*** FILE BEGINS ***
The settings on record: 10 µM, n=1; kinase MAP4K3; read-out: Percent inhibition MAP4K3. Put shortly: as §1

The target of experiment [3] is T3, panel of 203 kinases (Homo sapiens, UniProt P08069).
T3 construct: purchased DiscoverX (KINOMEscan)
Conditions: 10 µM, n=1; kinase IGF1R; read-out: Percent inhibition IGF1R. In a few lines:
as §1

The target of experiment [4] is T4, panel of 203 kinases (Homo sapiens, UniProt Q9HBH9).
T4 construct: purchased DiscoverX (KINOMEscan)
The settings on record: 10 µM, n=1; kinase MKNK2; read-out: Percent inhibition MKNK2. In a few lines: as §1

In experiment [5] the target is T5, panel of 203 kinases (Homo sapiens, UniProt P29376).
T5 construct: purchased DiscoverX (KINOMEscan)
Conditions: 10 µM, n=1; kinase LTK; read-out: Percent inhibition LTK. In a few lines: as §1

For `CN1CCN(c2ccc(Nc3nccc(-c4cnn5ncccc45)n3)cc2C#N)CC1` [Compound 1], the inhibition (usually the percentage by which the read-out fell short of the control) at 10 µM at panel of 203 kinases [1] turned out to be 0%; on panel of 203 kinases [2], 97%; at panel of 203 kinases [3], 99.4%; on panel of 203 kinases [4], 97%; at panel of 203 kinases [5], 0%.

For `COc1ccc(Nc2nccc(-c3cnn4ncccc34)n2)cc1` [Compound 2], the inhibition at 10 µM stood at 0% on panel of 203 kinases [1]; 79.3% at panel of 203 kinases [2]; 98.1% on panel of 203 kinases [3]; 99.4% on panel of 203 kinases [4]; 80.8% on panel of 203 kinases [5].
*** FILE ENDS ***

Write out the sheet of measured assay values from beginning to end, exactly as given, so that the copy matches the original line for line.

The settings on record: 10 µM, n=1; kinase MAP4K3; read-out: Percent inhibition MAP4K3. Put shortly: as §1

The target of experiment [3] is T3, panel of 203 kinases (Homo sapiens, UniProt P08069).
T3 construct: purchased DiscoverX (KINOMEscan)
Conditions: 10 µM, n=1; kinase IGF1R; read-out: Percent inhibition IGF1R. In a few lines:
as §1

The target of experiment [4] is T4, panel of 203 kinases (Homo sapiens, UniProt Q9HBH9).
T4 construct: purchased DiscoverX (KINOMEscan)
The settings on record: 10 µM, n=1; kinase MKNK2; read-out: Percent inhibition MKNK2. In a few lines: as §1

In experiment [5] the target is T5, panel of 203 kinases (Homo sapiens, UniProt P29376).
T5 construct: purchased DiscoverX (KINOMEscan)
Conditions: 10 µM, n=1; kinase LTK; read-out: Percent inhibition LTK. In a few lines: as §1

For `CN1CCN(c2ccc(Nc3nccc(-c4cnn5ncccc45)n3)cc2C#N)CC1` [Compound 1], the inhibition (usually the percentage by which the read-out fell short of the control) at 10 µM at panel of 203 kinases [1] turned out to be 0%; on panel of 203 kinases [2], 97%; at panel of 203 kinases [3], 99.4%; on panel of 203 kinases [4], 97%; at panel of 203 kinases [5], 0%.

For `COc1ccc(Nc2nccc(-c3cnn4ncccc34)n2)cc1` [Compound 2], the inhibition at 10 µM stood at 0% on panel of 203 kinases [1]; 79.3% at panel of 203 kinases [2]; 98.1% on panel of 203 kinases [3]; 99.4% on panel of 203 kinases [4]; 80.8% on panel of 203 kinases [5].